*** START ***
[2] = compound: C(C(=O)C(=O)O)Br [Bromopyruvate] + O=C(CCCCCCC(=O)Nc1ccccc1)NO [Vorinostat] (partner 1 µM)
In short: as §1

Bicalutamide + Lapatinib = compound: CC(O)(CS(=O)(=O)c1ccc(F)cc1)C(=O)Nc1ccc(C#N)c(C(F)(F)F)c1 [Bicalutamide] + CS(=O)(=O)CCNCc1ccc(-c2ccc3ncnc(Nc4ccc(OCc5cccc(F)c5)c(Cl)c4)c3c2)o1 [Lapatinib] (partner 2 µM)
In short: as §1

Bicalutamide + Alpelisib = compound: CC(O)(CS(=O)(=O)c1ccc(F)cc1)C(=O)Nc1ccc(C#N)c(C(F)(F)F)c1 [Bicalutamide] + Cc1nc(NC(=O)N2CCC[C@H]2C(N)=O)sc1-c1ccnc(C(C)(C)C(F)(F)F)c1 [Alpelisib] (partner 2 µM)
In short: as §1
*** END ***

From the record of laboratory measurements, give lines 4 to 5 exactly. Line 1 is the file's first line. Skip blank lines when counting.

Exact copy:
In short: as §1

Bicalutamide + Alpelisib = compound: CC(O)(CS(=O)(=O)c1ccc(F)cc1)C(=O)Nc1ccc(C#N)c(C(F)(F)F)c1 [Bicalutamide] + Cc1nc(NC(=O)N2CCC[C@H]2C(N)=O)sc1-c1ccnc(C(C)(C)C(F)(F)F)c1 [Alpelisib] (partner 2 µM)